For University of Minnesota administrators piecing together the schoolâÄôs future amid a massive state budget shortfall, having the schoolâÄôs 18-month financial outlook upgraded from “negative” to “stable” might be cold comfort.
But that “stable” designation, coming from a report released last week by powerhouse credit rating agency MoodyâÄôs Investors Service, places the University among the stronger-performing schools in the country. ItâÄôs a gem of good news after legislative Republicans proposed cutting $89.2 million from the UniversityâÄôs forecasted 2012-13 budget.
But the report outlines several fundamental attributes of a strong school that bode well for the UniversityâÄôs long-term health. It associates universities in good position with top-ranked academic programs, diversified sources of revenue and strong student and faculty demand. The University, which maintains an Aa1 credit rating âÄî the second-highest possible âÄî falls into that category.
The University has eight sources of revenue, with tuition the greatest at 22 percent. State support, which accounts for 18 percent of funding, comes in second. The median level of state support for public universities with the same credit rating is 20 percent. University-run businesses and different types of grant money contribute nearly 10 percent each.
University Chief Financial Officer Richard Pfutzenreuter highlighted strong student demand as proof of the schoolâÄôs health. The University admits roughly 5,200 undergraduates each fall. Last application period it received more than 36,000 applications, according to the Princeton Review, an admissions consulting firm.
“WeâÄôve got plenty of customers,” Pfutzenreuter said.
But high demand does not guarantee strong financing in a fragile economy. Pfutzenreuter said his office is modeling budgets that include a range of potential cuts from the Legislature, which is struggling to fill a state budget deficit of $6.2 billion.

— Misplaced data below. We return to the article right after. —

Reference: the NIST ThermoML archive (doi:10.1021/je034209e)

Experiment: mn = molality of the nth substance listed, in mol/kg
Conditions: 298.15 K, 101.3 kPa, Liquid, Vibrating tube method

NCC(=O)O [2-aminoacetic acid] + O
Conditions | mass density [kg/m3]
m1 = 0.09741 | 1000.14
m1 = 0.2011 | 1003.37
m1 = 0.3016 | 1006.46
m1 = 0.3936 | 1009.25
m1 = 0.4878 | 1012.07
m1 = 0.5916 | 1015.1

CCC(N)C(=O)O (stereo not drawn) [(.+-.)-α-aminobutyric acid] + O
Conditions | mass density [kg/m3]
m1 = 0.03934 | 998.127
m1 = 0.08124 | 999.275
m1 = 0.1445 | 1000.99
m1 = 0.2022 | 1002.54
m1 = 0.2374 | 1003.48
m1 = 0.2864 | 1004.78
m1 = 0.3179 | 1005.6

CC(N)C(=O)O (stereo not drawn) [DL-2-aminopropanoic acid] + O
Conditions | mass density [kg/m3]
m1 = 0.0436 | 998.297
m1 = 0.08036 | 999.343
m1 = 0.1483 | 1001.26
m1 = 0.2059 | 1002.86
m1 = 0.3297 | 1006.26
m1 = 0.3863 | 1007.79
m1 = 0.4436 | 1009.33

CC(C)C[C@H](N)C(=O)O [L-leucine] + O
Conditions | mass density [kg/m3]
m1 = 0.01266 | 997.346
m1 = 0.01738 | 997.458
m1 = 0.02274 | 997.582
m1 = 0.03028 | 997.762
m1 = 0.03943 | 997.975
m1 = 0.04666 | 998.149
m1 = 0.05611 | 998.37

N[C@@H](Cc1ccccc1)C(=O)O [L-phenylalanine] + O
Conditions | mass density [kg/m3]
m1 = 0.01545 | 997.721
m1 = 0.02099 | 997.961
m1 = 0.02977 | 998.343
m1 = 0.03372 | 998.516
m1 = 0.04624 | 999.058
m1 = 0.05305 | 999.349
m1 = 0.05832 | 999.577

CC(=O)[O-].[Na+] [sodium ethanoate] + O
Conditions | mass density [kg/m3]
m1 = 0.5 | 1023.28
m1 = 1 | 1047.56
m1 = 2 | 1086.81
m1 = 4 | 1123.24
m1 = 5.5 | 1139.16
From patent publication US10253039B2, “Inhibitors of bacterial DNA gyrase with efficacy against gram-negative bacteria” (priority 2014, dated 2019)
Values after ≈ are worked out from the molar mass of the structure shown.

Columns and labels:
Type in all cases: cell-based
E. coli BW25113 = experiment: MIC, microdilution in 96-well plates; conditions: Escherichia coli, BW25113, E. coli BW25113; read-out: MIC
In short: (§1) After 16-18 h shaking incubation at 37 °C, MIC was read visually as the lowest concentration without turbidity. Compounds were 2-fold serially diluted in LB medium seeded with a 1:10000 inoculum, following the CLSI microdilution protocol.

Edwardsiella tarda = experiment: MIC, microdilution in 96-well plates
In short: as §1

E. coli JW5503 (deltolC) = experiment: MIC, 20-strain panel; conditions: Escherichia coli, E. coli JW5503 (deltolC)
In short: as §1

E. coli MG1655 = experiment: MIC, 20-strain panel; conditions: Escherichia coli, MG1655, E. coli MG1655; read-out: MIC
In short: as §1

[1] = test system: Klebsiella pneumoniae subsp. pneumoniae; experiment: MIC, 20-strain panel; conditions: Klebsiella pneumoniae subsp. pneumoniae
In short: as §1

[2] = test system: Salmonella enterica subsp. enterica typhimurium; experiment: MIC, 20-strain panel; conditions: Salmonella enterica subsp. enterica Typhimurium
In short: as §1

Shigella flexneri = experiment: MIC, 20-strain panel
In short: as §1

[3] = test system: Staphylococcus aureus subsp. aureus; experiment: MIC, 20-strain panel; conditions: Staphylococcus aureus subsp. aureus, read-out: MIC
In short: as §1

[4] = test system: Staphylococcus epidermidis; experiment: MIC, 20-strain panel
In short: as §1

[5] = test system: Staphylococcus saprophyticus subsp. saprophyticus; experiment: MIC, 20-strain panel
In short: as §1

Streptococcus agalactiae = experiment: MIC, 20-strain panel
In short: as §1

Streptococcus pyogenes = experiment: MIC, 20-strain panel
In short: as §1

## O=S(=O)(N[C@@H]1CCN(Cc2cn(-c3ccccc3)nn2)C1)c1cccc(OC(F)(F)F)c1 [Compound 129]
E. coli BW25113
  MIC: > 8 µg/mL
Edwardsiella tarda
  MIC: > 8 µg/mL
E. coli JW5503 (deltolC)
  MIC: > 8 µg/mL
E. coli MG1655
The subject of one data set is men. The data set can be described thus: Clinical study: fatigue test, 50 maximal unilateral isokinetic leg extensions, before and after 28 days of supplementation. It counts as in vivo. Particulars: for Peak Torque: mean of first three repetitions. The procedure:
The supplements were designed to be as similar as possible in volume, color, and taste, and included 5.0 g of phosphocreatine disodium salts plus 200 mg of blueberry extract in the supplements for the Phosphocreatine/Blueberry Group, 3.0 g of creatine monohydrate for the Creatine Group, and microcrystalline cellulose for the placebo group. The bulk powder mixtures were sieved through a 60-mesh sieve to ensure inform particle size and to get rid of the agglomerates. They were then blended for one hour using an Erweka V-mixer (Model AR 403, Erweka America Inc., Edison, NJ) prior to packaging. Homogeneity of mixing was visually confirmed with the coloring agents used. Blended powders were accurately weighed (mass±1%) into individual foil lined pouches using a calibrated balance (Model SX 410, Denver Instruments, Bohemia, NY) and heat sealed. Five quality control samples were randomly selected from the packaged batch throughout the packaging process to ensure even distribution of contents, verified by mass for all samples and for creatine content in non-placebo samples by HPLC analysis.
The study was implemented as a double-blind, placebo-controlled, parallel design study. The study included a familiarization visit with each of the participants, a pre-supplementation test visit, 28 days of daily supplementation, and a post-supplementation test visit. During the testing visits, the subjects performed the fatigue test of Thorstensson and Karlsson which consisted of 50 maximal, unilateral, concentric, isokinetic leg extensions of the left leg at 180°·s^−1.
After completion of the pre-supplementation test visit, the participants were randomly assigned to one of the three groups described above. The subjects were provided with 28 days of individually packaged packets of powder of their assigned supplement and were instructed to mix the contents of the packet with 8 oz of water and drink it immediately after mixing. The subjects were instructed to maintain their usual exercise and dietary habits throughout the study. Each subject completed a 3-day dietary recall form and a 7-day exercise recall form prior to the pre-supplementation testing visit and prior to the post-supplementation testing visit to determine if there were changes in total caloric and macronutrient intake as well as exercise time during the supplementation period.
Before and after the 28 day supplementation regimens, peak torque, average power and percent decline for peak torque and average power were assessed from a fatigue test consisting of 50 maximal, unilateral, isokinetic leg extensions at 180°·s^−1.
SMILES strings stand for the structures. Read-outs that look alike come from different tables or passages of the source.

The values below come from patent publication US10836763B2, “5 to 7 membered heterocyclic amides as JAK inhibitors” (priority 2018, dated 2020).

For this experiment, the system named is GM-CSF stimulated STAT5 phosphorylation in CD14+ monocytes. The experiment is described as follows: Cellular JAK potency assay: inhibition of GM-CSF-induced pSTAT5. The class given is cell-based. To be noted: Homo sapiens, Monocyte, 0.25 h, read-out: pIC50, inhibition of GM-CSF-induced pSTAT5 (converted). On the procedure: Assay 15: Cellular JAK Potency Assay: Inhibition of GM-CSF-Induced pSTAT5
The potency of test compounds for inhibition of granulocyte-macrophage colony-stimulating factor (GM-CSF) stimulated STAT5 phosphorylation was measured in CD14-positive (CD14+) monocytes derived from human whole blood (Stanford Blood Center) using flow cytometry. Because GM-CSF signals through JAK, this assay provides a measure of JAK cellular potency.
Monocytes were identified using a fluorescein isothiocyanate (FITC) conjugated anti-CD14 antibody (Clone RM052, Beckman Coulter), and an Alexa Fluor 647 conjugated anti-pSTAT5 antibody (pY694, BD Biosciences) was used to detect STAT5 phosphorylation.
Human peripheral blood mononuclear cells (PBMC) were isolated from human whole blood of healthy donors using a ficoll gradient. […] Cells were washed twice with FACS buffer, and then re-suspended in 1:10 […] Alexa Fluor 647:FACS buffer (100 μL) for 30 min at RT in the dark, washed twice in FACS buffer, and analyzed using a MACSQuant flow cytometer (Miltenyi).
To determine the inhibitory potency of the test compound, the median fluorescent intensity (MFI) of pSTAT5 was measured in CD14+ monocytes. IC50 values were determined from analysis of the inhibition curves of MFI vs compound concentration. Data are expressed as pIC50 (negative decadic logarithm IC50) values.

“The process has to unfold more,” said Pfutzenreuter of this yearâÄôs legislative session, but added that “there are going to be significant additional cuts to the University for the next two years.”
As recently as 1994, state support covered 32 percent of the UniversityâÄôs budget, an allocation 44 percent higher than current levels. Tuition made up 15 percent of the budget that year.
It will be difficult to raise tuition in response to lagging state aid. The MoodyâÄôs report cites the decline in home equity as limiting tuition increases, as many parents borrow against it to pay for their childâÄôs education.
While public universities reported a median tuition increase of 11 percent in 2011, according the report, “this pace of growth is not expected to be maintained due to political pressures to limit both tuition increases and out-of-state student enrollment.”
Pfutzenreuter said state cuts are likely to continue even after the economy recovers, with its expenditures on K-12 education and health care for aging baby boomers eventually crowding out everything else.
“For someone sitting in my chair 20, 25 years from now,” he said, “itâÄôs going to be cut in half again. WeâÄôre going to end up at a lower base, and I think the trend is unstoppable.”
He offered few specifics about how the University will stem the gap created by the lagging state funding but said that the Board of Regents will be taking up related issues at its March meeting.
The report cited generous philanthropic support as a key trait associated with a strong outlook.
Martha Douglas, spokeswoman for the University of Minnesota Foundation, the schoolâÄôs donations arm, said the decline in donations can be explained by large, one-time contributions to the University in 2008 and 2009. The first yearâÄôs $289 million haul included a $65 million donation from Minnesota Masonic Charities; the $267 raised in 2009 included the $50 million founding donation to Amplatz ChildrenâÄôs Hospital and a $40 million donation for diabetes research by the Richard M. Shulze Family Foundation.
“If you take out those large gifts, the trend shows more of a flat picture than one of decreased giving,” Douglas said. Without the large gifts âÄî Douglas said the foundation received no donations larger than $15 million in 2010 âÄî the decrease from 2008 to 2009 was 21 percent.
The trend reversed from 2009 to 2010, which saw a 5 percent increase.
The report noted a bright spot for all universities: The attitudes underpinning demand for higher education should remain consistent.
“We expect that demand for higher education will remain robust over the long term and continue to expand globally,” it stated.
But universities shouldnâÄôt expect a sharp influx of students to fill their coffers with tuition money anytime soon: “The boom period that characterized demand in the sector since the mid-1990s has ended.”